Three days later we went up to the Hudson Valley Shakespeare Festival at Boscobel in Garrison, NY.  This is outdoor theatre is in a large, well appointed tent, a sand floor for a stage and some of the most breathtaking views.  Before the show begins, the grounds make an ideal setting for a picnic.  As the production begins, the sun fades to twilight setting just to the right of West Point on the other side of the Hudson in the distance.  In fact the players emerge over the lawn and some of the action takes place there, although the play proceeds in the tent.

From farce to comedy. The Taming of the Shrew must be close to the way the bard intended except for all the modern references, including even some music of the Village People.  Once again theatre magic emerges from some clever choreography and a group of ensemble players who are deeply immersed in Shakespeare’s intent.

These are not easy tickets to get.  Plan in advance.  In fact, Ann and I could not get good seats together but fortunately the people sitting in back of me saw us chatting and as Ann went to her seat, they offered us the two front row seats as their friends had booked them and last minute had to cancel out.  But as the show began we learned why they preferred the second row, as the actors frequently interact with those in the front row, so it was not unusual for one to sit next to Ann, take her bottle of water, look through her program, even commenting on it, all in fun of course and it just added to the immeasurable pleasure of seeing Shakespeare performed in this setting.

Liz Wisan played Kate with a fiery demeanor, but Biko Eisen-Martin who played Petruchio, usually in torn jeans and an undershirt, had the cunning and patience to wear her down.  Comedy is different from farce, the latter designed for belly laughs while Taming’s  comedic elements brought out some of  Shakespeare ‘s  more serious observations  regarding male - female relations of his times (the “Me Too” movement might not wholeheartedly approve of Kate’s final relenting to her taskmaster’s Pavlovian training, but all is in fun).

Like the Westport Country Playhouse’s presentation, this show is performed by a talented ensemble that performs four other plays in rotating repertory.  Everyone in the cast is perfectly fitted into the director’s take on the show.  It was more than theatre; it is an experience when performed in the open air, in a tent, after an early evening picnic.

Last year we were part of the picnic festivities, but we’re getting a little too old to spread out a blanket or to cart chairs so we had an early evening dinner at the nearby the Bird and Bottle, an inn which has operated since 1751 and used to be a stage coach stop between New York and Albany.  The food and ambiance were special.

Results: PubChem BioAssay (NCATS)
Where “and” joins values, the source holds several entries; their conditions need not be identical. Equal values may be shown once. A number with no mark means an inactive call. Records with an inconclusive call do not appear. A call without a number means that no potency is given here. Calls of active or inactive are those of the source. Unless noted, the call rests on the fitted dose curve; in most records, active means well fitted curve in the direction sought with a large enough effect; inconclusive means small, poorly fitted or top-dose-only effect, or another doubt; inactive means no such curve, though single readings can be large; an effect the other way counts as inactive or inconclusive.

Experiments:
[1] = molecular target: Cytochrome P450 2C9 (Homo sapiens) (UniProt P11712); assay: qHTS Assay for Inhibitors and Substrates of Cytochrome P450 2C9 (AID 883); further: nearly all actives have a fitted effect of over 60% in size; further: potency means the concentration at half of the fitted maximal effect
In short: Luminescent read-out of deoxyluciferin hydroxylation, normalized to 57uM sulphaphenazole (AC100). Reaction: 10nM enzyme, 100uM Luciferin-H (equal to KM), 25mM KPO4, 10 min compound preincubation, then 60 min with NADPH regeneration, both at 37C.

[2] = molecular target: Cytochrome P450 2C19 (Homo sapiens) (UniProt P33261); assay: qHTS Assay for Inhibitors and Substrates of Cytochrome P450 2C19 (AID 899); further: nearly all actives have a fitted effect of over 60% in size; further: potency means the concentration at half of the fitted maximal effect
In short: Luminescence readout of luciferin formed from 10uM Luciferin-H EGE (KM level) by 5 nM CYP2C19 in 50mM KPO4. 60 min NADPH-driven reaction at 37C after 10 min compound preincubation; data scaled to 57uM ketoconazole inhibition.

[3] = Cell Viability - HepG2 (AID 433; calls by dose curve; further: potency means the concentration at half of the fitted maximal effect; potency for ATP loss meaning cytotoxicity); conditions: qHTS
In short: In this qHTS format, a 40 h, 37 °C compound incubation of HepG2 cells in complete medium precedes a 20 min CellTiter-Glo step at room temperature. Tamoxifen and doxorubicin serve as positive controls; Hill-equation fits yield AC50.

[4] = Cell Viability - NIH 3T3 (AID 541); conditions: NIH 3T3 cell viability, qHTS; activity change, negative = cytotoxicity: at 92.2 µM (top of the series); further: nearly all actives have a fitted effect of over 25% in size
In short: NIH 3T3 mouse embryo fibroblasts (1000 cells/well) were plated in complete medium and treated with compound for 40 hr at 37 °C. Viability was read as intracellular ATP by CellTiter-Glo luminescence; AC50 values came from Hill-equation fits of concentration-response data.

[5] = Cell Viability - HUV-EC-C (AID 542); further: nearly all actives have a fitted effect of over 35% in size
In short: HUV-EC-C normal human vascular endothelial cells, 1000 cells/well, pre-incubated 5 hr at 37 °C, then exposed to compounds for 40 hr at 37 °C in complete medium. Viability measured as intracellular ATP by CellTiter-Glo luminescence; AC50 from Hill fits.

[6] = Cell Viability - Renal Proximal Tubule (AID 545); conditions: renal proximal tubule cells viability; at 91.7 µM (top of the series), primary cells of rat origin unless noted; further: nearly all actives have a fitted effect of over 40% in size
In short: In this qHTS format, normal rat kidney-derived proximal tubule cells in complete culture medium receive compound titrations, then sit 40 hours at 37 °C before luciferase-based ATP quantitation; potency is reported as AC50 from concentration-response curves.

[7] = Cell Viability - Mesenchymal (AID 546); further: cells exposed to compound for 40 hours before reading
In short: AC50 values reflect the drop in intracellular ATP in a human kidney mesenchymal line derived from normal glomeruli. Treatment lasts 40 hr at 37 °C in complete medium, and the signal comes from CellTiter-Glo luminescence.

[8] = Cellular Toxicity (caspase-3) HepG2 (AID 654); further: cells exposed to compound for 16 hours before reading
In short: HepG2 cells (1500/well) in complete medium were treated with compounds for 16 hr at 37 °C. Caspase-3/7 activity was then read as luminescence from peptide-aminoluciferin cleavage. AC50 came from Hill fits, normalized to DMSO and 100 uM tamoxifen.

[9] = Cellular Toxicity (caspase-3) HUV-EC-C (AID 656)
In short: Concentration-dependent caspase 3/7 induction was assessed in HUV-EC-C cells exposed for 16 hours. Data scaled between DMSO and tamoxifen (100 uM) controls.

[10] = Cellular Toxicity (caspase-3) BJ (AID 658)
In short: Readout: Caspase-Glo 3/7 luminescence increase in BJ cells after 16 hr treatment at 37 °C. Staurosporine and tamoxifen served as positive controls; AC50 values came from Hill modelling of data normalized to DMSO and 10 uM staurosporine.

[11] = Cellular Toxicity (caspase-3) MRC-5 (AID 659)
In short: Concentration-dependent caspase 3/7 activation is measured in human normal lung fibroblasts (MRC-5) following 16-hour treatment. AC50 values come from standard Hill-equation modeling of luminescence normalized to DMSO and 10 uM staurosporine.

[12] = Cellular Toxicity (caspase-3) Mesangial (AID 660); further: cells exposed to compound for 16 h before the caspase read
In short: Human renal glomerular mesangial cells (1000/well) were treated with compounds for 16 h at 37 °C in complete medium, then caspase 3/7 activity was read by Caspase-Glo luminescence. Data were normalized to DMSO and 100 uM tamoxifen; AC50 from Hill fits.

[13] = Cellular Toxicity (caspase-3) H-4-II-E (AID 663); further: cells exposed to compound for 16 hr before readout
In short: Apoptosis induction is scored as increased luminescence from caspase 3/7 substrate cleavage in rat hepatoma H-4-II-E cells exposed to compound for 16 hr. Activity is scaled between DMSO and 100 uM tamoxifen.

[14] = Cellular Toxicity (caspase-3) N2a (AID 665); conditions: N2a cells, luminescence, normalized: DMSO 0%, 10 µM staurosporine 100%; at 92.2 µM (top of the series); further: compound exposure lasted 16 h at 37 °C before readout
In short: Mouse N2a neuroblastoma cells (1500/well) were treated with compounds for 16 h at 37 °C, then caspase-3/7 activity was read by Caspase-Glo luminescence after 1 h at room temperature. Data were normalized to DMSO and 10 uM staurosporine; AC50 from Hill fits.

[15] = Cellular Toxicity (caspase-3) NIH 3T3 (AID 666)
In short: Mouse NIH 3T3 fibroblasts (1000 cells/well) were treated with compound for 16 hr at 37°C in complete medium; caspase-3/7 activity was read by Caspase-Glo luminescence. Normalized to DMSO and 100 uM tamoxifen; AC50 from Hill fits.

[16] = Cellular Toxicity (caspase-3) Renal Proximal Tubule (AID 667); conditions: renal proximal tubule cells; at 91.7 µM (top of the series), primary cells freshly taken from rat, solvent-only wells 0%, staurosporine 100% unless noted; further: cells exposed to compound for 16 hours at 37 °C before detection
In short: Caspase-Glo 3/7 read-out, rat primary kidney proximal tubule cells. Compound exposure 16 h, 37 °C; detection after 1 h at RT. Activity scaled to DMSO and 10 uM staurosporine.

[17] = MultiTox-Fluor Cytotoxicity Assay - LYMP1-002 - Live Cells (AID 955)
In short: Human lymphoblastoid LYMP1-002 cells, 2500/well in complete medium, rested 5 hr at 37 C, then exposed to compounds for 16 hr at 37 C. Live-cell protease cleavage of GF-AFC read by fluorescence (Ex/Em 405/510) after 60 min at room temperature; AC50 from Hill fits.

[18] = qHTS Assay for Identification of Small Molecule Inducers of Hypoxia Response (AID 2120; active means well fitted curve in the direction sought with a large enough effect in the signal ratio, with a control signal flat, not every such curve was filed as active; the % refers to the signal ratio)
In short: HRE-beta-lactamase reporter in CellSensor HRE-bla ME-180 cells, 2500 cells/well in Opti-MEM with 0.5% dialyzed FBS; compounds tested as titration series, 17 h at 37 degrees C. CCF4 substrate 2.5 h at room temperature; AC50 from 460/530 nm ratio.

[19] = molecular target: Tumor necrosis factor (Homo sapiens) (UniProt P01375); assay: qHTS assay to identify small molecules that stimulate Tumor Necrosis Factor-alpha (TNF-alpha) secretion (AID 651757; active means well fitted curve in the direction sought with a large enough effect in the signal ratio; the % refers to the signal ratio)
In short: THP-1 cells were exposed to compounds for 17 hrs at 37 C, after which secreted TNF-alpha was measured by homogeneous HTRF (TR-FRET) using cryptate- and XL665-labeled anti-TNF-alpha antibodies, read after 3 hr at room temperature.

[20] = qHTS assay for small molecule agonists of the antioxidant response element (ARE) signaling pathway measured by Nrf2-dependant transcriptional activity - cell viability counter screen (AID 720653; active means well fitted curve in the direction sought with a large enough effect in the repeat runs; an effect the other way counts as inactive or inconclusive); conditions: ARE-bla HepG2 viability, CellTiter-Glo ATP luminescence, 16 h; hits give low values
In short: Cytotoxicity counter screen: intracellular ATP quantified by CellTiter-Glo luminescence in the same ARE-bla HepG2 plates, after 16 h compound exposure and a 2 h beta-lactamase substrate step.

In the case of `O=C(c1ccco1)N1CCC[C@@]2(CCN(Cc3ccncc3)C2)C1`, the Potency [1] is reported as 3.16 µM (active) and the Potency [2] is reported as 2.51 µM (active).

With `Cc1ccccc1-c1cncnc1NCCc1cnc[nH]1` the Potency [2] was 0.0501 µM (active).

But the highlight of “our theatre week” was going into New York City yesterday to the revival of Rodgers and Hammerstein’s Carousel.  As soon as we heard of the serendipity that it was going to be performed while we would be in the area we booked tickets, front row, as we did not want to miss a word or even a mannerism of the performers.  It is the kind of show that one only wants to see on a Broadway stage, although there have been good scaled down or concert versions. 

It’s hard to say that one has a “favorite” R&H show, sort of like saying of your children, one is the favorite.  But when I play their music on the piano, I seem to gravitate to Carousel or The King and I, although South Pacific and Oklahoma are in the mix too.  Maybe my preference for Carousel is partially because it takes place in New England, or the “Carousel Waltz”, a rousing piece of musical composition, or the incredible comic/moving piece, “Mr. Snow.”  All the songs fit perfectly in the book but the one weak song, and I think it is simply our times, verses when the musical was written, is the (now) somewhat schmaltzy “You’ll Never Walk Alone,” which unfortunately, is the emotional finale. Still, it works.

“Soliloquy” which concludes the first act is perhaps the longest solo in all Broadway repertoires, one I’m constantly seeking out for piano time.  Joshua Henry, who plays the wayward Billy Bigelow in this production and sings his parts with powerful gusto, performs this song a little too quickly.  I simply feel it needs to be finessed in all its normally allocated time.  Perhaps this is his take or Jack O’Brien’s direction, I don’t know, but I missed the pauses, or even the phrasing which some have brought to the song, including Frank Sinatra, who’s voice cannot hold a candle to Henry’s, but he knew how to sell the emotional content.

There.  The end of picky criticism as one has to judge a performance of Carousel by its gestalt.  The orchestration is per Richard Rogers’ intent by Jonathan Tunick and a 30 piece orchestra under the solid Musical Supervision of David Chase brings out the highs and the lows.  The singing is splendid, the voices soaring, and how could they not with Renee Fleming among the leads?